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Today's hearing marks the first Congressional glimpse at the recently enacted Workforce Investment Act of 1998 (WIA). More importantly, today is the first day that approved states may begin administering their newly designed workforce investment systems. WIA is one of the most significant, yet under-reported, bipartisan achievements of the 105th Congress. This issue may not be as popular as managed care reform, but as Chairman of this Subcommittee, I want to assure our nation's workers that we intend to keep a close eye on this important issue. I believe that this hearing is a step toward doing just that.

This new law is the first major overhaul of our nation's training programs in over 15 years. Most folks won't want to hear me say this, but our nation's unemployment rates will not always be as low as 4.4 percent. We should not downplay the significance of this new law, nor its importance to the thousands of workers who need its services every day. If you look hard enough, you will still find problems. Wyoming's unemployment rate, for example, is one percent higher than the national average. More troubling is that Wyoming's Fremont County recently posted an unemployment rate of 9.4 percent. If that was nationwide, people would be paying more attention to this new law.

I had the honor of serving on the WIA Conference Committee last year. My understanding of this issue, however, began before the bill's deliberations. While campaigning for the Senate, parents regularly told me that they didn't want to see their kids grow up, because they knew they would eventually leave Wyoming. The reality is that other states offer more jobs that fit the type of training offered under the old Job Training and Partnership Act. It was clear to me that our nation's job training system was fragmented and didn't give states and localities the flexibility they needed to help their own, unique workforce.

Flexibility was what Congress had in mind when it passed WIA last July. Components of this law include a one-stop service delivery, individual training accounts, enhanced youth programs, universal access to core services, a stronger role for local boards and the business community, and greater state and local flexibility. These points were taken right out of the Department of Labor's Interim Final Rule. I want to commend the Department of Labor. Overall, I am impressed with how well this publication reads.

Like any public document, however, there are areas in the Department's Interim Final Rule that I will seek additional clarification. For instance, I would like to see the Department's request for technical legislation concerning individuals receiving unemployment compensation while in training. The Department should clarify its notion of a local board's authority to determine its size and customer preferences. Moreover, the Department should clearly state its position on substituting free school lunch eligibility for income eligibility under WIA, rather than "buck it" to Congress. A number of these issues may require technical legislation. In doing so, however, I will insist that we have a clear position from the Department of Labor on each and every legislative recommendation it makes to Congress as it is instructed to do under WIA. These may be minor concerns to some, but they are important to a local administrator who is determining what is specifically required of them under this law.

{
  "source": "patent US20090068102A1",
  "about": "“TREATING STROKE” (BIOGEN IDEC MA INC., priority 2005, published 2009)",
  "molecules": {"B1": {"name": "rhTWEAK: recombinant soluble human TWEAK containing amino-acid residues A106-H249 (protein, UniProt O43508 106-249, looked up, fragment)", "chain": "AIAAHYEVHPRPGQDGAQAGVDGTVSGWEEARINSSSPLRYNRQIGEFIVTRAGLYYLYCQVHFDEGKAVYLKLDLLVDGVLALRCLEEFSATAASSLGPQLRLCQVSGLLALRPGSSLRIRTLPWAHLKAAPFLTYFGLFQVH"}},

In addition to testimony heard today from Senator DeWine and Assistant Secretary Bramucci, the Subcommittee will also listen to the thoughts, suggestions and concerns of states, local youth training programs, and employers. Each are equally impacted by the new law and I am eager to hear their testimony. Although focused primarily on Title I of WIA, it is my hope that the Subcommittee's first hearing and witnesses will help pour a strong foundation for supporting our nation's new job training system.

I want to again applaud the bipartisan effort it took to launch our nation's new job delivery system. This process involved the Departments of Labor and Education, state and local governments, employers, labor organizations, educators and community based organizations. It is a fine example of teamwork and I would like to see it applied more frequently to legislative matters before this Subcommittee.